Southern Concourse
Qantas Domestic Business Lounge

The Canberra Spatial Plan released by the ACT Government in March 2004 identified the airport and surrounding areas as being an important centre for future industrial and related development.[49] The airport precinct is currently divided into four areas, catering to aviation and non-aviation activities:

  • The passenger terminal and general aviation facilities are in the south western quadrant formed by runways 17/35 and 12/30. This area also contains long and short term parking and a four-star hotel.
  • The Brindabella Business Park is south of the passenger terminal.[50] A heavy maintenance facility for QantasLink Boeing 717 aircraft[51] is located adjacent to the business park.
  • Fairbairn, a former RAAF base is on the eastern side of the main runway. In addition to military and VIP aircraft operations, this area contains the Air Traffic Control tower, aircraft rescue and firefighting (ARFF) facilities and remote parking for visiting heavy aircraft and diverted passenger flights.
  • A retail and mixed use area north of runway 12/30, on Majura Road which has been named Majura Park.[52] Tenants include Majura Park Shopping Centre, Costco, IKEA, and some office buildings.

Passenger terminals[edit]

Before the airport's redevelopment in 2009, there was a single building made up of two terminals. The former Qantas Terminal was located on the western side of the building. All Qantas and QantasLink flights and related services, such as lounges, now operate from the new Southern Concourse Terminal. The old terminal was demolished in 2011 to make way for the second Western Concourse Terminal.

The former Common User Terminal was located on the far eastern side of the building. The terminal served Virgin Australia and briefly Tigerair Australia. Also until 2001 the terminal was the home of Ansett Australia's operations from the airport.[53] However, after the construction of the new Southern Concourse, only the terminal's departure lounge and gates 5 and 6 were in use. The Common User terminal was demolished in June 2013 after the opening of new Southern Concourse.[54]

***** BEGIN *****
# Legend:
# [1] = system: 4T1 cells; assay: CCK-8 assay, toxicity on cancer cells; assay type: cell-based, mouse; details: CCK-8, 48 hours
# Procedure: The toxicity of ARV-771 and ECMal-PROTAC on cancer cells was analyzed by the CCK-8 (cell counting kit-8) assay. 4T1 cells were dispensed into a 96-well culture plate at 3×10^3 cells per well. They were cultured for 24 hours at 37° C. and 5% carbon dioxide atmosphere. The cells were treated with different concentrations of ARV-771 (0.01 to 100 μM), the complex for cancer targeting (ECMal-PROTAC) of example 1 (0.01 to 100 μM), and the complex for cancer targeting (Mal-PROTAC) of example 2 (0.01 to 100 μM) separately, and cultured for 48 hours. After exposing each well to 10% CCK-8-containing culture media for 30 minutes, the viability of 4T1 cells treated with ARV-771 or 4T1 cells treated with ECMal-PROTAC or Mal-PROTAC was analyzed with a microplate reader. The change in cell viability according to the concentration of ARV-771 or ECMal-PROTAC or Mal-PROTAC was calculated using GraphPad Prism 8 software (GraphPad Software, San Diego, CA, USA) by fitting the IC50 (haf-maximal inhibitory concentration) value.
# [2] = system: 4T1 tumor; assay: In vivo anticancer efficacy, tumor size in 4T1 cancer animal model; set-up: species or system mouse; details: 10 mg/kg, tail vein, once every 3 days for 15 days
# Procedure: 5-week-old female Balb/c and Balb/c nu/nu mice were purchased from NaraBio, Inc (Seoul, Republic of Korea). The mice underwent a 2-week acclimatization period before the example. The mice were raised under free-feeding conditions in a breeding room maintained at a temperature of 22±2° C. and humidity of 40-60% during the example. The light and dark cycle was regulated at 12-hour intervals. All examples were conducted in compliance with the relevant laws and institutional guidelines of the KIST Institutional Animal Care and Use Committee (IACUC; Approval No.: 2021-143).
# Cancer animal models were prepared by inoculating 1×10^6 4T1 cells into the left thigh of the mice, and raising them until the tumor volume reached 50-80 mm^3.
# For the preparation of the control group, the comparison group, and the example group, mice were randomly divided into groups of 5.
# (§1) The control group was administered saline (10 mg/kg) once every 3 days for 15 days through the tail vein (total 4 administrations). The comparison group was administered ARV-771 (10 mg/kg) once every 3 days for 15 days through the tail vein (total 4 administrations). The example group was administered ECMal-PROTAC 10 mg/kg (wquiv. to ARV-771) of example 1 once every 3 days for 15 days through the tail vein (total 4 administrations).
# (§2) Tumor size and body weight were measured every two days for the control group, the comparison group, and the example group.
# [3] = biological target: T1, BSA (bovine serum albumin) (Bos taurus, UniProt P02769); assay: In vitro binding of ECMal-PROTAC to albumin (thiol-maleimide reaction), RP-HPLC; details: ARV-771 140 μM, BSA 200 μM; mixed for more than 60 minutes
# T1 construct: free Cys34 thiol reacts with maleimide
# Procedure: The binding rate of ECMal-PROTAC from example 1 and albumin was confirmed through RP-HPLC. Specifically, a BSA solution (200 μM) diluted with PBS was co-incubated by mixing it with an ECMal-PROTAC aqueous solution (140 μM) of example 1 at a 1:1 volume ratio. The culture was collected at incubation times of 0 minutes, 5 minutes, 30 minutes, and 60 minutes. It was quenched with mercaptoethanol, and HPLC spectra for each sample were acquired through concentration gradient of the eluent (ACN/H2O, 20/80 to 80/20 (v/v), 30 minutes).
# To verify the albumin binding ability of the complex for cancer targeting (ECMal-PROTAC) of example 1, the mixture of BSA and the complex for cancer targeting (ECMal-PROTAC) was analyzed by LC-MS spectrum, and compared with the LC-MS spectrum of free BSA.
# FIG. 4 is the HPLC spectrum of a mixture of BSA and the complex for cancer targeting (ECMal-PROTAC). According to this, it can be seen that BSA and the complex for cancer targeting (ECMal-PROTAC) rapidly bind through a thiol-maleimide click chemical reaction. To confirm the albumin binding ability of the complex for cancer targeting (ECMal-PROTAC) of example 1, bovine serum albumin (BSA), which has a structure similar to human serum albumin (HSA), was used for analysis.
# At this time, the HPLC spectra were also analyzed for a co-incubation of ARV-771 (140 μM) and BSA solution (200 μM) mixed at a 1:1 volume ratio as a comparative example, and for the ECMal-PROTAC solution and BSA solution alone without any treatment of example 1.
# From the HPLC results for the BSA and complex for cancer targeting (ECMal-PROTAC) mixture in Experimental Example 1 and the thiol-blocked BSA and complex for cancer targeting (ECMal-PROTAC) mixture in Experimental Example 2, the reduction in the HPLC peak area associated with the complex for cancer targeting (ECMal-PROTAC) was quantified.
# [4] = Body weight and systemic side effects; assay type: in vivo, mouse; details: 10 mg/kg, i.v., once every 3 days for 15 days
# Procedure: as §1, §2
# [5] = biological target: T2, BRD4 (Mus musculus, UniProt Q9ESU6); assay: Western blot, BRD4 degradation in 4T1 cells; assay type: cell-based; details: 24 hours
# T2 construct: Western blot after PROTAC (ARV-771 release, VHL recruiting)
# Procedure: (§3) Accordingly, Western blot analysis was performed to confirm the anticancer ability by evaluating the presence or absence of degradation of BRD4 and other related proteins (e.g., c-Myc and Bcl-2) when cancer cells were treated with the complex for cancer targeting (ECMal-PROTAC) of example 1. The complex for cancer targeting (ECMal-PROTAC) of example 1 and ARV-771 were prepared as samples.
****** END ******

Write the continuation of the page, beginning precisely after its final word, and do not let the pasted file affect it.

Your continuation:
The now demolished old Canberra Airport terminal

Southern Concourse[edit]

Construction of the Southern Concourse was completed in late 2010 and came into service on 14 November.[55] Qantas uses its check-in counters and departure gates. The Southern Concourse also includes The Qantas Club, The Qantas Business Class Lounge and The Qantas chairman's Lounge. The building's two wings, the Southern Concourse and the Western Concourse, are separated by an atrium, the centrepiece of the terminal.[56]

Western Concourse[edit]

The Western Concourse opened in March 2013 and conjoins onto the Southern Concourse Terminal. Virgin Australia uses its check-in counters and departure gates.[57] The Western Concourse also includes the 300-seat Virgin Lounge and Virgin's invitation-only The Club.[58]

The western concourse was built with space for customs, immigration and quarantine facilities next to the Virgin lounge on the upper floor and on the ground floor. These areas were fitted out and opened when Singapore Airlines began its Canberra services to Wellington and Singapore.[59] International flights arrive at and depart from gate 5.

General Aviation Terminal[edit]

The General Aviation Terminal in Canberra Airport is a small separate building located on the far west side of the Terminal Precinct.[60][61] Brindabella Airlines had its head office and maintenance facility located near this terminal prior to the airline's collapse in 2013.[62][63]

Airlines and destinations[edit]

Batik Air Denpasar (begins 14 June 2024)[64]
Fiji Airways Nadi[65]